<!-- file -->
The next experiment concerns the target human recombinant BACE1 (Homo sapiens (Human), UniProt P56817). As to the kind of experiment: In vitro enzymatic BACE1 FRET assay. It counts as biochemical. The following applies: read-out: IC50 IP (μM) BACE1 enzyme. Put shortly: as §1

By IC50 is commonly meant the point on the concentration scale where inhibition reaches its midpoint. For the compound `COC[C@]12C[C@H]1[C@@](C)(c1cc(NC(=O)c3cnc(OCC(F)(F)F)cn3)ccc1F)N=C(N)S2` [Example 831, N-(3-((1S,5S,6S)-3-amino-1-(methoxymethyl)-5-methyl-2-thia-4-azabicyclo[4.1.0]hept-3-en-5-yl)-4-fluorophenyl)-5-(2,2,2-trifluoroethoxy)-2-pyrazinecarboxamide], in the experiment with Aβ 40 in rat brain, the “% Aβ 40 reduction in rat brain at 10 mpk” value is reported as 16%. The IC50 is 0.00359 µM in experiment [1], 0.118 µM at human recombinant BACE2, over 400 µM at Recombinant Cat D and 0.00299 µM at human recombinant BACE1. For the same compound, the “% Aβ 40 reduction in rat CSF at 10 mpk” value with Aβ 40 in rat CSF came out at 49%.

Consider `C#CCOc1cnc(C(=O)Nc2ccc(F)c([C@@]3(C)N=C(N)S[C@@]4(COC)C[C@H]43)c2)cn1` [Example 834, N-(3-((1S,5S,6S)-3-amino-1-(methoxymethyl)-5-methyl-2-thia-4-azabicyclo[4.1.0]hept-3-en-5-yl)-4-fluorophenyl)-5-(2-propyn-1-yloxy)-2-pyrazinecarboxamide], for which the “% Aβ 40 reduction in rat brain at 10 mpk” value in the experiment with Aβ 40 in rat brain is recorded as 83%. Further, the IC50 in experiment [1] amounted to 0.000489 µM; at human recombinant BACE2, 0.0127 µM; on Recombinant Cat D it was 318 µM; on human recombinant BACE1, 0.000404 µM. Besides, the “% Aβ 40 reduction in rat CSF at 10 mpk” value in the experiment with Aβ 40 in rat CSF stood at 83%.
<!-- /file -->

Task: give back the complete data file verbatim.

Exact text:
The next experiment concerns the target human recombinant BACE1 (Homo sapiens (Human), UniProt P56817). As to the kind of experiment: In vitro enzymatic BACE1 FRET assay. It counts as biochemical. The following applies: read-out: IC50 IP (μM) BACE1 enzyme. Put shortly: as §1

By IC50 is commonly meant the point on the concentration scale where inhibition reaches its midpoint. For the compound `COC[C@]12C[C@H]1[C@@](C)(c1cc(NC(=O)c3cnc(OCC(F)(F)F)cn3)ccc1F)N=C(N)S2` [Example 831, N-(3-((1S,5S,6S)-3-amino-1-(methoxymethyl)-5-methyl-2-thia-4-azabicyclo[4.1.0]hept-3-en-5-yl)-4-fluorophenyl)-5-(2,2,2-trifluoroethoxy)-2-pyrazinecarboxamide], in the experiment with Aβ 40 in rat brain, the “% Aβ 40 reduction in rat brain at 10 mpk” value is reported as 16%. The IC50 is 0.00359 µM in experiment [1], 0.118 µM at human recombinant BACE2, over 400 µM at Recombinant Cat D and 0.00299 µM at human recombinant BACE1. For the same compound, the “% Aβ 40 reduction in rat CSF at 10 mpk” value with Aβ 40 in rat CSF came out at 49%.

Consider `C#CCOc1cnc(C(=O)Nc2ccc(F)c([C@@]3(C)N=C(N)S[C@@]4(COC)C[C@H]43)c2)cn1` [Example 834, N-(3-((1S,5S,6S)-3-amino-1-(methoxymethyl)-5-methyl-2-thia-4-azabicyclo[4.1.0]hept-3-en-5-yl)-4-fluorophenyl)-5-(2-propyn-1-yloxy)-2-pyrazinecarboxamide], for which the “% Aβ 40 reduction in rat brain at 10 mpk” value in the experiment with Aβ 40 in rat brain is recorded as 83%. Further, the IC50 in experiment [1] amounted to 0.000489 µM; at human recombinant BACE2, 0.0127 µM; on Recombinant Cat D it was 318 µM; on human recombinant BACE1, 0.000404 µM. Besides, the “% Aβ 40 reduction in rat CSF at 10 mpk” value in the experiment with Aβ 40 in rat CSF stood at 83%.